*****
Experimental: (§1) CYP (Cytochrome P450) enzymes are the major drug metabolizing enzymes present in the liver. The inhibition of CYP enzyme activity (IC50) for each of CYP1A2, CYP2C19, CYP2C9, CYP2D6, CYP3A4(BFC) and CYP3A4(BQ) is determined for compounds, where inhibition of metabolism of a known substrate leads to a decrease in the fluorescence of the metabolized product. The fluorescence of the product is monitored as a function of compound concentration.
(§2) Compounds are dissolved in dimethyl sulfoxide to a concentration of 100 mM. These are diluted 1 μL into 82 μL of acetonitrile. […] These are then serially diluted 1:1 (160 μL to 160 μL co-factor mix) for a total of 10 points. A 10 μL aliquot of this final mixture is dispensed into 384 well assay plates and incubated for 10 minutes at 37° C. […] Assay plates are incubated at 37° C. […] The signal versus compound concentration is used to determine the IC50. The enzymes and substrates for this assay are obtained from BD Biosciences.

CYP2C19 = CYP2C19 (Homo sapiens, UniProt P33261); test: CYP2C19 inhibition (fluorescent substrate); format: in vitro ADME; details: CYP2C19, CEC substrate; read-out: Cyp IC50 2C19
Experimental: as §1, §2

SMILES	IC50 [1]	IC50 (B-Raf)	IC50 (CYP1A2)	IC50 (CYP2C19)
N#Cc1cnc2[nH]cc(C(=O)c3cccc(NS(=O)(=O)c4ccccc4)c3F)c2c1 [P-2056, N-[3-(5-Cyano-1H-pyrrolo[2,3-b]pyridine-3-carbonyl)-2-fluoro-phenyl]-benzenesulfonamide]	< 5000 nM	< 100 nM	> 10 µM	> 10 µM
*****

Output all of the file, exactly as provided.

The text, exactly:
Experimental: (§1) CYP (Cytochrome P450) enzymes are the major drug metabolizing enzymes present in the liver. The inhibition of CYP enzyme activity (IC50) for each of CYP1A2, CYP2C19, CYP2C9, CYP2D6, CYP3A4(BFC) and CYP3A4(BQ) is determined for compounds, where inhibition of metabolism of a known substrate leads to a decrease in the fluorescence of the metabolized product. The fluorescence of the product is monitored as a function of compound concentration.
(§2) Compounds are dissolved in dimethyl sulfoxide to a concentration of 100 mM. These are diluted 1 μL into 82 μL of acetonitrile. […] These are then serially diluted 1:1 (160 μL to 160 μL co-factor mix) for a total of 10 points. A 10 μL aliquot of this final mixture is dispensed into 384 well assay plates and incubated for 10 minutes at 37° C. […] Assay plates are incubated at 37° C. […] The signal versus compound concentration is used to determine the IC50. The enzymes and substrates for this assay are obtained from BD Biosciences.

CYP2C19 = CYP2C19 (Homo sapiens, UniProt P33261); test: CYP2C19 inhibition (fluorescent substrate); format: in vitro ADME; details: CYP2C19, CEC substrate; read-out: Cyp IC50 2C19
Experimental: as §1, §2

SMILES	IC50 [1]	IC50 (B-Raf)	IC50 (CYP1A2)	IC50 (CYP2C19)
N#Cc1cnc2[nH]cc(C(=O)c3cccc(NS(=O)(=O)c4ccccc4)c3F)c2c1 [P-2056, N-[3-(5-Cyano-1H-pyrrolo[2,3-b]pyridine-3-carbonyl)-2-fluoro-phenyl]-benzenesulfonamide]	< 5000 nM	< 100 nM	> 10 µM	> 10 µM